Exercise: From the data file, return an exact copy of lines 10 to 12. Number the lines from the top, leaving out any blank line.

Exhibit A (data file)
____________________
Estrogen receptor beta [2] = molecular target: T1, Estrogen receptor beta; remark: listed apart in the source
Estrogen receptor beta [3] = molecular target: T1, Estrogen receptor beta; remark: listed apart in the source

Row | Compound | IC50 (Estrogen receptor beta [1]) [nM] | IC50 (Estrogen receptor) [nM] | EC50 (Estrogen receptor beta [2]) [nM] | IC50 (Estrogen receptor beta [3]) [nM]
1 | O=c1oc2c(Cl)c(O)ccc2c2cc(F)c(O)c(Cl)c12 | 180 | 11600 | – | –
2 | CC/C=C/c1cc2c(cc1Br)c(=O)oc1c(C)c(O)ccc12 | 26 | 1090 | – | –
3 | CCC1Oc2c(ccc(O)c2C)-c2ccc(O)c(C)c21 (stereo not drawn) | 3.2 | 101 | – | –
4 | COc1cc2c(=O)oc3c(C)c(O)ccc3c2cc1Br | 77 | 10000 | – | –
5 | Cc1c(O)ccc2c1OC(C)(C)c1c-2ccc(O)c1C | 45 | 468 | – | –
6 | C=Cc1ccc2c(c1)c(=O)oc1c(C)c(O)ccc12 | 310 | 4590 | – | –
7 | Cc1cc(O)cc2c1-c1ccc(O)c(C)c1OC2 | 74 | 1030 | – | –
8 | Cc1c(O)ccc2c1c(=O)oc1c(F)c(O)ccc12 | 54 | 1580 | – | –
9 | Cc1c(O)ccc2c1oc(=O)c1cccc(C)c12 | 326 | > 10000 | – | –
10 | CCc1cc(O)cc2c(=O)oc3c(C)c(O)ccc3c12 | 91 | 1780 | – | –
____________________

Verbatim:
7 | Cc1cc(O)cc2c1-c1ccc(O)c(C)c1OC2 | 74 | 1030 | – | –
8 | Cc1c(O)ccc2c1c(=O)oc1c(F)c(O)ccc12 | 54 | 1580 | – | –
9 | Cc1c(O)ccc2c1oc(=O)c1cccc(C)c12 | 326 | > 10000 | – | –